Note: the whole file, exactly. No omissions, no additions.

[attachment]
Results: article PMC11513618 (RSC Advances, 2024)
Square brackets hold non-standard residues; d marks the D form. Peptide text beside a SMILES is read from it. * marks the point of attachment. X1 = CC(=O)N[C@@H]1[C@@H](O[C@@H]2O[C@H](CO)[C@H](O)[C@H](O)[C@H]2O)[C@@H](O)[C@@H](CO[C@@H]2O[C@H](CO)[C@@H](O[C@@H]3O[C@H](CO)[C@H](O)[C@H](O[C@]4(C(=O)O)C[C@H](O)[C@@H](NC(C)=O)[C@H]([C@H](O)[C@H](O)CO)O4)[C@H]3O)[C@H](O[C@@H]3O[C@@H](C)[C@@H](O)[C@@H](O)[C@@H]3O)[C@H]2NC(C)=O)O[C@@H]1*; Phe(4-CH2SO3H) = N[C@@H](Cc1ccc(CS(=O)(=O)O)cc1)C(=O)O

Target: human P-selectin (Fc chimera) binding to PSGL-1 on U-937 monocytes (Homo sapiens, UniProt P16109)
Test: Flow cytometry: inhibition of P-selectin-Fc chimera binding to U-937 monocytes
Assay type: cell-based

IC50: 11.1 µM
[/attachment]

Results: article PMC11513618 (RSC Advances, 2024)
Square brackets hold non-standard residues; d marks the D form. Peptide text beside a SMILES is read from it. * marks the point of attachment. X1 = CC(=O)N[C@@H]1[C@@H](O[C@@H]2O[C@H](CO)[C@H](O)[C@H](O)[C@H]2O)[C@@H](O)[C@@H](CO[C@@H]2O[C@H](CO)[C@@H](O[C@@H]3O[C@H](CO)[C@H](O)[C@H](O[C@]4(C(=O)O)C[C@H](O)[C@@H](NC(C)=O)[C@H]([C@H](O)[C@H](O)CO)O4)[C@H]3O)[C@H](O[C@@H]3O[C@@H](C)[C@@H](O)[C@@H](O)[C@@H]3O)[C@H]2NC(C)=O)O[C@@H]1*; Phe(4-CH2SO3H) = N[C@@H](Cc1ccc(CS(=O)(=O)O)cc1)C(=O)O

Target: human P-selectin (Fc chimera) binding to PSGL-1 on U-937 monocytes (Homo sapiens, UniProt P16109)
Test: Flow cytometry: inhibition of P-selectin-Fc chimera binding to U-937 monocytes
Assay type: cell-based

IC50: 11.1 µM